Rupsi airport

Guwahati: Rupsi Airport, a World War-II era airstrip in western Assam’s Dhubri district, achieved its first landmark, completing a year of resumption of operations on Sunday.

The airstrip, which has been redeveloped, operated and maintained by the Airports Authority of India (AAI) under the regional connectivity scheme, UDAN 4.0, had served the first commercial flight, an ATR-72 type aircraft operated by Flybig in the Guwahati-Rupsi-Kolkata and Kolkata-Rupsi-Guwahati sectors.

AAI sources informed that the World War-II era airport handled a total of 744 flights with a passenger footfall of 26,181 in its first year of operations.

“Rupsi Airport has provided connectivity to the locality which has boosted tourism and trade in the region,” Hemang Arora, officer-in-charge, Rupsi Airport informed.

“Initially, flight operations at Rupsi Airport were scheduled on Tuesday, Thursday, Saturday and Sunday and now we have flights to and from Guwahati and Kolkata all days in a week except Monday,” Arora said, while extending his gratitude to passengers for successful operations during the year.

Rupsi Airport mainly caters to passengers from Kokrajhar, Dhubri, Goalpara, Bongaigaon districts of Assam and Cooch Behar, Aliduarpur districts of West Bengal and parts of Bhutan, among others.

AAI has re-developed Rupsi airport at an estimated cost of Rs 69 crore.

“People visiting various historical and religious places such as GauripurRajbari, Gurudwara Shri Guru Tegh Bahadur Sahib, Dhubri, Raimona National Park, Chakrashila Wildlife Sanctuary, etc. take the services of Rupsi Airport,” an official statement said.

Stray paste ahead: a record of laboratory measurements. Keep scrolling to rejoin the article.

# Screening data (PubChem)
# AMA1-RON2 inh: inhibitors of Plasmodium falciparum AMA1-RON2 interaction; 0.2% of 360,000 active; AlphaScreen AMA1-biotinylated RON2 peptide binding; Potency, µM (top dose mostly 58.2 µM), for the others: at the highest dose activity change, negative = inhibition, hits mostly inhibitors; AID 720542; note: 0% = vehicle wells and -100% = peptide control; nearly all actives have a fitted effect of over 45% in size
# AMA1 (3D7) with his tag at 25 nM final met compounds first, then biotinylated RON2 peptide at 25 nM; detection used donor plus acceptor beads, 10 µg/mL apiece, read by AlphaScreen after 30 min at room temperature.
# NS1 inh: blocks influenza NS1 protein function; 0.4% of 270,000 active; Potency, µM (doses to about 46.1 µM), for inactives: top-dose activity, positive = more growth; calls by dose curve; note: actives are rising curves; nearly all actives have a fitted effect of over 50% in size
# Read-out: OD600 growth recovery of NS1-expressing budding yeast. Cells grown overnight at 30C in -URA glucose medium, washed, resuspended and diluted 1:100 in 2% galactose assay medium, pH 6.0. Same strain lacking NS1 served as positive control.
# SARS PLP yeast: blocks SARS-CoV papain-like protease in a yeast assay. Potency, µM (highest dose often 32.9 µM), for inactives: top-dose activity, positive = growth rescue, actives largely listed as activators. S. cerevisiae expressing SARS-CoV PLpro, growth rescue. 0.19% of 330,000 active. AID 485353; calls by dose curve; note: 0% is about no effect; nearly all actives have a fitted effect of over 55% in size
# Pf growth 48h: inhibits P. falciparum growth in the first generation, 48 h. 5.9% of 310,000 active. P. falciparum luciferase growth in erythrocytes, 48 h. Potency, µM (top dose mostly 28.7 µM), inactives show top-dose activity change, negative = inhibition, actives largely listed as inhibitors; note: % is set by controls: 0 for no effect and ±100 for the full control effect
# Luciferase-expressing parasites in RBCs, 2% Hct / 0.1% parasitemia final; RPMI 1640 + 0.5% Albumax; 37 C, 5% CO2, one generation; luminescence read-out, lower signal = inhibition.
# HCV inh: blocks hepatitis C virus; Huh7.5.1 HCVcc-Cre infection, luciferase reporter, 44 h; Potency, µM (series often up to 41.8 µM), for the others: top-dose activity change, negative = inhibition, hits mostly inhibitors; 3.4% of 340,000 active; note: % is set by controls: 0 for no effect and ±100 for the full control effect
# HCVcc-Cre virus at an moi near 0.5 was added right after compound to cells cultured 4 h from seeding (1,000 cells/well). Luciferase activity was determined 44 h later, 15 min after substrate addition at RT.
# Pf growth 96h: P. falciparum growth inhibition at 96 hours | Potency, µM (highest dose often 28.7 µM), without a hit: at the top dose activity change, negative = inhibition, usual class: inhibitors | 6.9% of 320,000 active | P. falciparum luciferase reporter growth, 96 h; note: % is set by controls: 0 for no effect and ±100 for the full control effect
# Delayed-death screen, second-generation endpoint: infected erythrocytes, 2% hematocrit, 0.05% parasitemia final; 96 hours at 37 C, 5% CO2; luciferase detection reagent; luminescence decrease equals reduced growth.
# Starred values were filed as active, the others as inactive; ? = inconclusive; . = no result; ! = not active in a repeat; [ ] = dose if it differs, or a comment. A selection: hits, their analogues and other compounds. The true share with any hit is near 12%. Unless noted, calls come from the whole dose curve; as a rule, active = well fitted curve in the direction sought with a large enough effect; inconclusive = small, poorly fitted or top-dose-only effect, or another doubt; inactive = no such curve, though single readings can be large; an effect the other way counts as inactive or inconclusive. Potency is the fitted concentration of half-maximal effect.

The airport is situated across 337 acres and has a terminal building of 3500 square metres with peak passenger handling capacity of 250.

It has a single runway with two parking bays for ATR-72 type aircraft.

Rupsi Airport had served as a base for the Allied forces during World War-II to supply manpower and ammunition, and was poised to resume functions after flight operations came to a halt back in the mid-1980s.

“Chocolates and gifts were distributed among passengers and airport staff, stakeholders and their family members on the completion of one after resumption of operations at the airport,” the statement said.

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